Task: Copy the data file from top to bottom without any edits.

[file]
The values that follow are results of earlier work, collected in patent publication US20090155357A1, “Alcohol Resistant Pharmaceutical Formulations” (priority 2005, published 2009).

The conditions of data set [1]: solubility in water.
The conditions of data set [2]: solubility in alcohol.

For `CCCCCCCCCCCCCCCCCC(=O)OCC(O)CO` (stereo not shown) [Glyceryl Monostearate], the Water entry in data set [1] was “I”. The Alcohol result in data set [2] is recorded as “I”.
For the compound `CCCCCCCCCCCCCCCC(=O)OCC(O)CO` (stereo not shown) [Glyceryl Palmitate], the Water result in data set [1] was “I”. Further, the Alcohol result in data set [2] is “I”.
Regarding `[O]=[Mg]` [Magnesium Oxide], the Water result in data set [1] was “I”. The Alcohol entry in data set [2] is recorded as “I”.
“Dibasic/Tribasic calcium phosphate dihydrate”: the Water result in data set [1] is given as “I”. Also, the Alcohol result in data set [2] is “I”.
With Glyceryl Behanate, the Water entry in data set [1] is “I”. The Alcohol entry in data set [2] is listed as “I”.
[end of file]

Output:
The values that follow are results of earlier work, collected in patent publication US20090155357A1, “Alcohol Resistant Pharmaceutical Formulations” (priority 2005, published 2009).

The conditions of data set [1]: solubility in water.
The conditions of data set [2]: solubility in alcohol.

For `CCCCCCCCCCCCCCCCCC(=O)OCC(O)CO` (stereo not shown) [Glyceryl Monostearate], the Water entry in data set [1] was “I”. The Alcohol result in data set [2] is recorded as “I”.
For the compound `CCCCCCCCCCCCCCCC(=O)OCC(O)CO` (stereo not shown) [Glyceryl Palmitate], the Water result in data set [1] was “I”. Further, the Alcohol result in data set [2] is “I”.
Regarding `[O]=[Mg]` [Magnesium Oxide], the Water result in data set [1] was “I”. The Alcohol entry in data set [2] is recorded as “I”.
“Dibasic/Tribasic calcium phosphate dihydrate”: the Water result in data set [1] is given as “I”. Also, the Alcohol result in data set [2] is “I”.
With Glyceryl Behanate, the Water entry in data set [1] is “I”. The Alcohol entry in data set [2] is listed as “I”.